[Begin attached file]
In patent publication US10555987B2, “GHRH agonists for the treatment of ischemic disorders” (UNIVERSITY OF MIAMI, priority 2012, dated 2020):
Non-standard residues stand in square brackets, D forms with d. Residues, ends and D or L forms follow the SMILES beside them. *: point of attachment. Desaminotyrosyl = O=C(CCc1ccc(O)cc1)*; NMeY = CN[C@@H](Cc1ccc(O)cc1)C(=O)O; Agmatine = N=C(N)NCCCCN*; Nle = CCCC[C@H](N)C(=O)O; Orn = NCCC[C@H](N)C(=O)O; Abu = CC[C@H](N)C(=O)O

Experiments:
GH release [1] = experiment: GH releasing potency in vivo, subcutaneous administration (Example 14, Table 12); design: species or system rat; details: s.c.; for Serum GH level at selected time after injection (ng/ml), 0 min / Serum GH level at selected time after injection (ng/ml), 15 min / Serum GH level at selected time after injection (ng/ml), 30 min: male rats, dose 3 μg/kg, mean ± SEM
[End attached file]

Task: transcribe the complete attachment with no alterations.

In patent publication US10555987B2, “GHRH agonists for the treatment of ischemic disorders” (UNIVERSITY OF MIAMI, priority 2012, dated 2020):
Non-standard residues stand in square brackets, D forms with d. Residues, ends and D or L forms follow the SMILES beside them. *: point of attachment. Desaminotyrosyl = O=C(CCc1ccc(O)cc1)*; NMeY = CN[C@@H](Cc1ccc(O)cc1)C(=O)O; Agmatine = N=C(N)NCCCCN*; Nle = CCCC[C@H](N)C(=O)O; Orn = NCCC[C@H](N)C(=O)O; Abu = CC[C@H](N)C(=O)O

Experiments:
GH release [1] = experiment: GH releasing potency in vivo, subcutaneous administration (Example 14, Table 12); design: species or system rat; details: s.c.; for Serum GH level at selected time after injection (ng/ml), 0 min / Serum GH level at selected time after injection (ng/ml), 15 min / Serum GH level at selected time after injection (ng/ml), 30 min: male rats, dose 3 μg/kg, mean ± SEM